Lake Norfork-Bull Shoals Lake-White River-North Fork River-Buffalo River-Crooked Creek
Fish Stockings. Annually, the Arkansas Game and Fish Commission and U.S. Fish and Wildlife Service combined stock over 13 million fish in public waters in Arkansas. Of these about 1/3 go to waters near Mountain Home. Most of these are the trout which go into the White, North Fork and Spring Rivers and Bull Shoals Lake. The rest include crappie, walleye, and catfish which are stocked into bothbig lakes and striped bass and hybrid stripers stocked into Norfork only. Other fish regularly stocked in this area include redear sunfish (in Norfork Lake), largemouth bass into some smaller lakes and the cool water section of the White and other species as our population samples demonstrate the need.The Arkansas Game and Fish Commission operates 4 warmwater hatcheries which produce bass, crappie, catfish, and many other warm and cool water fish for our lakes and rivers. Our Spring River State Fish Hatchery at Mammoth Springs produces many of the trout stocked in district waters. Federal hatcheries at Greers Ferry and Norforlk Lakes produce about 2/3 of the trout stocked in the areas waters. In addition, trout and catfish are produced at our net pen facility in Pot Shoals Bay on Bull Shoals. Nursery ponds, small reservoirs which drain directly into larger ones, are present on Norfork and Bull Shoals lakes (the Bull Shoals Nursery pond is out of production this year pending repairs). Our nursery ponds are generally used to produce walleye.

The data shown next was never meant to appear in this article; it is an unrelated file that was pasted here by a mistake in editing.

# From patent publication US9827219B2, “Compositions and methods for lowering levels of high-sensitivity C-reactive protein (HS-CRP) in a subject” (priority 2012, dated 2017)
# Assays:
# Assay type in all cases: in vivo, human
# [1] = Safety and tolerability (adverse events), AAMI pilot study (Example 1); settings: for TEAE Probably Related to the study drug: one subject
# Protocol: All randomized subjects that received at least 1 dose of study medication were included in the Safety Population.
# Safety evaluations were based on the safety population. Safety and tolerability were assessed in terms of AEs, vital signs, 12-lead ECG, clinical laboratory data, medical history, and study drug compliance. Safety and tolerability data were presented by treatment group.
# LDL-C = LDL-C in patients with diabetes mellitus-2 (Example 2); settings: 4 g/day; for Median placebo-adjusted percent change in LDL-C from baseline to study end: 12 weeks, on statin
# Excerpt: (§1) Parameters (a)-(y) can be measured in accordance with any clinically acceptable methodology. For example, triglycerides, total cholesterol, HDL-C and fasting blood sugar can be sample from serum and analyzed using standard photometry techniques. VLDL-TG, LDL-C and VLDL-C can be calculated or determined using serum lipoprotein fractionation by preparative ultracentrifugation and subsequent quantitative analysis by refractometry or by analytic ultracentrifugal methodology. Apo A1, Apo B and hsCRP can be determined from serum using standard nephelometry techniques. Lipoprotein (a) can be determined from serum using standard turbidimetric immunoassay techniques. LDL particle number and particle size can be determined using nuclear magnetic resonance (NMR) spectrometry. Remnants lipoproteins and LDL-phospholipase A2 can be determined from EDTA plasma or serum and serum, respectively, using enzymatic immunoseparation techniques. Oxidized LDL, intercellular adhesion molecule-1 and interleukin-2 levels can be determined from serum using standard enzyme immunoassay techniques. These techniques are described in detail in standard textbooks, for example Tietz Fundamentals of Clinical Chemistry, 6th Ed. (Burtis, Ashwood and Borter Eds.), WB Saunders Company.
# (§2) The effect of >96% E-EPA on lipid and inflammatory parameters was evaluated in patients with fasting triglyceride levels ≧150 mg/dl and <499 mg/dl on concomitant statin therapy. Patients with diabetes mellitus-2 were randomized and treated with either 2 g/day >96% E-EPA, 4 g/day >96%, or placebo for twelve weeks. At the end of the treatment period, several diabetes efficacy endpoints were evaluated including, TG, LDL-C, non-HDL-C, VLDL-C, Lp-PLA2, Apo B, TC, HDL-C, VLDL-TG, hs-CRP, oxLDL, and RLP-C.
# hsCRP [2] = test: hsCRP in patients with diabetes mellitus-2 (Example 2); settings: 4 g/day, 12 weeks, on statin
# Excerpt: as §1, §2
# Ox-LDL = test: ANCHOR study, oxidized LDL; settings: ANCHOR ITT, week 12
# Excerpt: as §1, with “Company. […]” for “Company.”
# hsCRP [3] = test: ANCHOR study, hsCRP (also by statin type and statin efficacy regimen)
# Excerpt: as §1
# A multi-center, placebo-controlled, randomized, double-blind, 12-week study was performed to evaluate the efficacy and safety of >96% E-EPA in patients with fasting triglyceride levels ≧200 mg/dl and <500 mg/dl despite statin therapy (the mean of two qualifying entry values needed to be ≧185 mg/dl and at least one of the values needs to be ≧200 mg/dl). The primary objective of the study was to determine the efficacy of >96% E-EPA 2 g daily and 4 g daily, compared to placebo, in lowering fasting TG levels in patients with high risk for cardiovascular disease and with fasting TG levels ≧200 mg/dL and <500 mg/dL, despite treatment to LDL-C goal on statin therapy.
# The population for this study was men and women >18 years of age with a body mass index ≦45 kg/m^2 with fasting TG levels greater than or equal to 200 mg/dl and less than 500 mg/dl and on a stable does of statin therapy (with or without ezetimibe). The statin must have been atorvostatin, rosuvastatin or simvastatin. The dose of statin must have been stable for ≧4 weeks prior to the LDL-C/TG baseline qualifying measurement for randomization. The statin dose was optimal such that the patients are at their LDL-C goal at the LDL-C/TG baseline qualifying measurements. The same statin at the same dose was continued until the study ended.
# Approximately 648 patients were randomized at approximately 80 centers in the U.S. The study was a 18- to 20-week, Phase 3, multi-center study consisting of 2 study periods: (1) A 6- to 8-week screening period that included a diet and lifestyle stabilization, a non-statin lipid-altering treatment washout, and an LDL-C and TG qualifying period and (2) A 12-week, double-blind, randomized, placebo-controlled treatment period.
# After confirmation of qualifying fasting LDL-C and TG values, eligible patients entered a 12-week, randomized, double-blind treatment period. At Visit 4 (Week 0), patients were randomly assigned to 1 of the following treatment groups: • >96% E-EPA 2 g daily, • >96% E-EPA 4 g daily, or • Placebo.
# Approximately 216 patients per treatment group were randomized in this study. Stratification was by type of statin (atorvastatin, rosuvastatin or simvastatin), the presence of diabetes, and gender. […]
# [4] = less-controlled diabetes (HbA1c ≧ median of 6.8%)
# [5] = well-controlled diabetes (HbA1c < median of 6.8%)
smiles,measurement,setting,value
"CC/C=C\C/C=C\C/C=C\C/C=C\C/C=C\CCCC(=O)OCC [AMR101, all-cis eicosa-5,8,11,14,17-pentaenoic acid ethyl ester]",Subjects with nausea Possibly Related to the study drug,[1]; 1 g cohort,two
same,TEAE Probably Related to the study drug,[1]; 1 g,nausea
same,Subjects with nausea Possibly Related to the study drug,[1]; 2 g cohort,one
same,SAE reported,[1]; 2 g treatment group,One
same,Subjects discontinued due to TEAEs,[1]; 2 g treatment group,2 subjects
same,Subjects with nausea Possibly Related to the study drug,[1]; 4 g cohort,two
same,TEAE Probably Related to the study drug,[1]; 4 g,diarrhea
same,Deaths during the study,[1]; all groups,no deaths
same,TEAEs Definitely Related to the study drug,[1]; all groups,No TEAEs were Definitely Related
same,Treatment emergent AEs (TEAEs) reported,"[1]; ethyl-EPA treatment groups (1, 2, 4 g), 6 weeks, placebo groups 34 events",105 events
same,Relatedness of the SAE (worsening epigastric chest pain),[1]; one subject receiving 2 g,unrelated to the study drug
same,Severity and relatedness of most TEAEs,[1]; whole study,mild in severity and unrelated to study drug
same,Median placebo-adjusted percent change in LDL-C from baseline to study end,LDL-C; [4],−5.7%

The Bull Shoals Net Pen facility is used to raise Blue and Channel catfish in the summer and trout during the winter. There are five net pens 20 feet wide, 40 feet long, and 15 feet deep suspended from pontoon units. Each pen can be used to raise 50,000 fish to about a pound each. The pens can be pushed to various locations on the lake and the fish released directly into the water, or beached and the fish loaded onto fish trucks for distribution to other waters. The advantages to this system over most techniques are the low personnel requirements compared to total produciton, reduced water quality problems, and elimination of need for water supply such as wells. The main disadvantages are the difficulty in treating some diseases and parasite infestations and stocking so many fish at one time instead of spreading them out over a long period.
The nursey pond in the East Sugarloaf area of Bull Shoals Lake is a 10 acre pond built adjacent to the lake. It is separated from the lake by a dam that has a pipe running through it. Usually we stock this pond with 600,000 to 1,000,000 1 to 2 day old walleye fry and raise them to a size of 1 to 2 inces then drain the pond, fish and all, into the lake when conditions are most suitable for the survival of the young fish. The ish are handled very little and can be stocked without the mortality and costs associated with hauling them from hatchery ponds. The Bull Shoals Nursery Pond has been out of operation for several years because of a severe leak but repairs are scheduled for 1997.